DISKCOPY : copy a floppy disk (does anyone still use those????? 🙂 )

    SHUTDOWN : shuts down the computer (without parameters, it just shows the parameters!)

    TASKKILL : kill a process. You can use the processid or the name of the process.

    HELP: shows the doscommands that exist.

    xxxxx /? : to get help on the parameters of any command

    CLS : clear the screen to clean up the mess. Works also in Powershell.

    RUNAS : to run something using other credentials then the current ones

    echo xxx > : write the output to file OVERWRITING the file
    echo xxx >> : write the output to file ADDING it to the file if it exists.
    somecommand > %1> : writes the output of the command in file1 and writes the errors in file 2.
    Ex:
    echo|date > c:\z\x.txt %1> c:\z\xx.txt
    The echo|date gives an error and it will be written file xx.txt

    I really like the ECHO |TIME o DATE trick. After +- 25 years of DOS, I didn’t know that trick. I used this
    date < with in only a CR/LF.

    How to create a file with CR/LF in it?
    COPY CON c:\x\crlf.txt
    Then hit the return-key (don’t mind the message if the file already exists and answer Yes) and then hit F6 and enter. (you copy from the console to a file, so everything you type will be copied into the file. F6+enter will close the file)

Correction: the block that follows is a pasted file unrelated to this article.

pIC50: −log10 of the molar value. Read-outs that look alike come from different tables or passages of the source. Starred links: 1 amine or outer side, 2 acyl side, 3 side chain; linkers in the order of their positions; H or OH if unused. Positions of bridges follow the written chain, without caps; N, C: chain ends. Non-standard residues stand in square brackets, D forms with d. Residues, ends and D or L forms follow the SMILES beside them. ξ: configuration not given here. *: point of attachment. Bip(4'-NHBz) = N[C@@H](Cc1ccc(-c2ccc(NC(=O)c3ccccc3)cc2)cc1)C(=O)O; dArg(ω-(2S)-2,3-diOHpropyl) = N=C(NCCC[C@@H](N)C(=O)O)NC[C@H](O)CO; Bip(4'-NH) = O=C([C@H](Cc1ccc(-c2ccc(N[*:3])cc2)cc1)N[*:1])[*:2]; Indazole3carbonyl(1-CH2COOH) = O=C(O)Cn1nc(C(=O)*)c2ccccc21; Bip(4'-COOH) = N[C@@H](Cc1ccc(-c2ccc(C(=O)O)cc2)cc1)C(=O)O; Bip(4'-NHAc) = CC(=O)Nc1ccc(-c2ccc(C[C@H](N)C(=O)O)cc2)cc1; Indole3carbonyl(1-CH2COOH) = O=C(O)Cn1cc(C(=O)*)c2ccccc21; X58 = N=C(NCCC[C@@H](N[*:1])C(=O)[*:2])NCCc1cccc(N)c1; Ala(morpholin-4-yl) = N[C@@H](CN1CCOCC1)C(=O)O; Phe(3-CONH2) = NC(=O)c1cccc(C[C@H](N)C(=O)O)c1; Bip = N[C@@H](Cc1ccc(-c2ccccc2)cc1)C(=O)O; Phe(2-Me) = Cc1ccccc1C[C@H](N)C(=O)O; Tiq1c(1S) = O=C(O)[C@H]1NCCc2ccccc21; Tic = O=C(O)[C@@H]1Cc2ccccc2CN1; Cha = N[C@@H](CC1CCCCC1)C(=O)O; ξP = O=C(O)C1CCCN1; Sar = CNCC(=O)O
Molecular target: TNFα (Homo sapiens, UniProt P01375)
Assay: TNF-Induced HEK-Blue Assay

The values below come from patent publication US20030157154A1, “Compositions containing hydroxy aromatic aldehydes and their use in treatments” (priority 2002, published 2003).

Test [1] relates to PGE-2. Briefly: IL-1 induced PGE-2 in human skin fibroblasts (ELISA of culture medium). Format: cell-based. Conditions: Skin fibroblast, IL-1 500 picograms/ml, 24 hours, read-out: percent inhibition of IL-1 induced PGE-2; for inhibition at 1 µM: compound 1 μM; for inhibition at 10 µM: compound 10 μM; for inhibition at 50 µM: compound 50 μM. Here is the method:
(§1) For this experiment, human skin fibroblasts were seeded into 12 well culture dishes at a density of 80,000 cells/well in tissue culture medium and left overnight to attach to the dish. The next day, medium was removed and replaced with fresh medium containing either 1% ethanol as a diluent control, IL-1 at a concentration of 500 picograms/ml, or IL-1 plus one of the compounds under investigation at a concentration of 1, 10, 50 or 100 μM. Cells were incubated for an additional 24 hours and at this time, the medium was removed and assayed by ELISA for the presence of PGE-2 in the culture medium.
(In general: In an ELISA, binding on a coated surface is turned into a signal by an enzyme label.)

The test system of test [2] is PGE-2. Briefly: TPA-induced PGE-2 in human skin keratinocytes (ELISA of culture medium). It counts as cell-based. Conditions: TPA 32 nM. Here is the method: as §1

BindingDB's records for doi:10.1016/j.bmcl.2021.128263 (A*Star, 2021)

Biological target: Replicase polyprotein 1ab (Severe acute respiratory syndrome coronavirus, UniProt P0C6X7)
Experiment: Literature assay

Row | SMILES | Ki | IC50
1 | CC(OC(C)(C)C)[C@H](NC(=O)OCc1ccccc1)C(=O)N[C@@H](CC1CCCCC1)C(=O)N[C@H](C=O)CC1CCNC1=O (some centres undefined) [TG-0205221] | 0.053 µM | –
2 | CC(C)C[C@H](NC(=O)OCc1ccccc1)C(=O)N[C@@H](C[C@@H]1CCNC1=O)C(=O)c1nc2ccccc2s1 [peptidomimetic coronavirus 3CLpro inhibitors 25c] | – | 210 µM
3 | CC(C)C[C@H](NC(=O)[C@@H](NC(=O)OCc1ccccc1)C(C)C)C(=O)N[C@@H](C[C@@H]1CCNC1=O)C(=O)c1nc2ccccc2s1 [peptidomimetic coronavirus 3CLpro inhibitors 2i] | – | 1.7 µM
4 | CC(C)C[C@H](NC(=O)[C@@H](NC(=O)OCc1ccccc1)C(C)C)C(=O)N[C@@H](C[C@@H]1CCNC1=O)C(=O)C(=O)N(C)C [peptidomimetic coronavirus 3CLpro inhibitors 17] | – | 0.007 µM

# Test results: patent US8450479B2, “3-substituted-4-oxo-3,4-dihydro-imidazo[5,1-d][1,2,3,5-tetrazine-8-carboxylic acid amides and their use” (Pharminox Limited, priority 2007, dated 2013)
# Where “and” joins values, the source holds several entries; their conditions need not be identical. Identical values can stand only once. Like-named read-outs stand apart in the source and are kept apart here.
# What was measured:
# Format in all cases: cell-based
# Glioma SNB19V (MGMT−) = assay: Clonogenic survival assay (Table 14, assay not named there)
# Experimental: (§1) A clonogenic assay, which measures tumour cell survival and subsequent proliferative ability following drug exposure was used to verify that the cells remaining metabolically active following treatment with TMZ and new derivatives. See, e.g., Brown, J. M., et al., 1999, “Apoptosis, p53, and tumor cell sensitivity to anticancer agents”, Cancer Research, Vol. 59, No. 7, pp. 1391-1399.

5. Chris Nelson says:

    In some situations it’s easier to get permission to run a batch file than a PS script.

    Here’s a good routine I found elsewhere on the internet for renaming files with a date stamp.

    ren Daily_File.zip Daily_File_%date:~-4,4%%date:~-10,2%%date:~-7,2%.zip

  6. Kelly Schlueter says:

    I have done a lot of automation with batch files. Here are some things that I have found very useful.

    Call : parm1 parm2 – This effectively calls as a subroutine.
    Goto :EOF – This is a return from a Call.

    In use, the pattern looks like this:
    ——————————————–
    Call : Param1 Param2 …

    Goto :EOF

    :
    :: Parameters passed to the subroutine look like command line parameters.
    Echo %1 – Param1
    Echo %2 – Param2

    Goto :EOF
    ——————————————–

    Here are a few other useful techniques:
    Echo. – This echos a blank line.

    Set EnvVar=%EnvVar:ExistingWord=NewWord – This replaces a given substring in the environment variable

    If /I “%EnvVar%”==”%EnvVar:ExistingWord=%” … – This checks if a substring is in the environment variable.